The long shadow of death, borrowed respectfully from here.
The only person more surprised than I was by Divine's death was probably Divine himself. The most shocking thing to me was that it happened and days went by without my knowing about it. It was before I owned a computer, before I spent most of my waking hours on the ’Net, while I was working and studying at The University Of Chicago, the white capital of black Hyde Park. The racial imbalance was particularly odd considering I had a Divine poster on my wall from a controversial South African gig he'd done—I never realized that till way later, but I felt guilty in retrospect (the best kind of guilt because it's over quicker).
I'd gotten into Divine out of nowhere. Late in high school, I rented the scandalous VHS videos of Pink Flamingos and Polyester and Female Trouble and watched, rapt, alone, as crazy people did crazy things on camera with no regard for how their peers would react or how future employers might judge this behavior. I didn't exactly think the funny parts were all that funny and the chicken sex made me pity the fowl, but I found them fascinating and important, enough so that when I discovered Divine albums available as imports at a dinky record store in Flint, Michigan, I bought them. I think I liked Divine's Warholian anti-music even more than his Warholian anti-movies, in which he nonetheless gave legitimate performances.
By the time Hairspray was coming out, I was not as into Divine as I was into Madonna, but he was a fave. I could be wrong, but I believe I saw Hairspray with my friend and co-worker Sandra before he died. All I know is that I came in to work one day (I think it must've been a Monday?) and Sandra said, "Sorry about your friend, Divine." I had no idea. I was shocked that Divine died, and that I was so uncharacteristically disconnected I hadn't heard about it for days. I felt like a settler being told by a breathless rider that Lincoln had been shot two weeks earlier.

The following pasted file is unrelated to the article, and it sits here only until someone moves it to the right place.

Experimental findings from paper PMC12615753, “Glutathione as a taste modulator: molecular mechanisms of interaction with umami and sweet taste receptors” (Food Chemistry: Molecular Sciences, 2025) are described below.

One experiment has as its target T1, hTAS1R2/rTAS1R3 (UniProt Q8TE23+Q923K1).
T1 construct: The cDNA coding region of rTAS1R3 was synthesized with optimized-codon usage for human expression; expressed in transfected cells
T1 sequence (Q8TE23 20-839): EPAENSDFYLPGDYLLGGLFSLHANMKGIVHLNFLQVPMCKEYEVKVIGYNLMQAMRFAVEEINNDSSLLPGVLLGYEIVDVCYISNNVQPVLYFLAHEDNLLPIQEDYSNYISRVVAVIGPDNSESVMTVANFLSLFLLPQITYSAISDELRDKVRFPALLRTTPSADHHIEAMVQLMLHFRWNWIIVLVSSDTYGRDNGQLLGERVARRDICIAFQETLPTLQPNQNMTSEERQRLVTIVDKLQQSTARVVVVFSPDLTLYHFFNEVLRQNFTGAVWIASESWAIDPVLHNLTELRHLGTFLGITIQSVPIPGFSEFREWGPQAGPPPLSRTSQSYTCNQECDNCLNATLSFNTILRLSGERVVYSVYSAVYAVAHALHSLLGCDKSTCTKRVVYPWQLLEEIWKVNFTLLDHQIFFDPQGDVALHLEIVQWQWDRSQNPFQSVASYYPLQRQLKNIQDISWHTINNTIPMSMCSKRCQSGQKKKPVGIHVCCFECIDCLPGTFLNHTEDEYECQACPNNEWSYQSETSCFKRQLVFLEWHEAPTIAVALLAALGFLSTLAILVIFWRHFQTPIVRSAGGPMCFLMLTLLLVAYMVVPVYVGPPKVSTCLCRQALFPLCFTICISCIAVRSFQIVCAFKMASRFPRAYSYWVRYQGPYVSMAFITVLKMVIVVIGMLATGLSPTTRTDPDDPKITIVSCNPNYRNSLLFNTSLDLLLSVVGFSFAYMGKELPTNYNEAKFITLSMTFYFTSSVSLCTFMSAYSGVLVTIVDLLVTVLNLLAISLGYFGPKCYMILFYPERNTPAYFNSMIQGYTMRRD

I think Divine had just been on the cover of Interview, which I morbidly saved. Actually, isn't all celebrity collecting morbid? Even if the star is alive, you're acting as if they've passed. Speaking of morbid hording, I went back to my dorm and dug through newspapers in the recycling room to find Divine's tiny obituary, which used his birth name and a crappy movie still. Jan Clayton had gotten more of the star treatment years earlier, and who the hell had she been?
At this time, I used to read the freebie gay papers in Chicago, and was hooked on Rex Wockner's compulsively readable round-ups of gay-related news. They were very much like what Andy Towle's Towleroad is today. Eerily, Rex seems to look the same as he did 15+ years ago (see side by side comparison), and has posted this cool Q&A with Divine, which I found via Joe.My.God. It might be Divine's last-ever interview. It's so timely, especially this passage:
Fuck you, Bette Midler.
But besides that potshot, look how Divine recognized his role was to entertain, and yet cringed at the idea of denying who he was. Today's scaredy-cat gay celebs could learn a lot from Divine. It's ironic, but the big sissy had more balls than almost any gay figures I can think of today and I'd gladly swap a Jodie Foster or an Anderson Cooper or that ass who's taking over Divine's most famous role to have Divine back, enjoying his success and existing as an example of just how satisfying being fearlessly out can be.
"You think you're a man, but you're only a boy," Divine would tell them (including Jodie).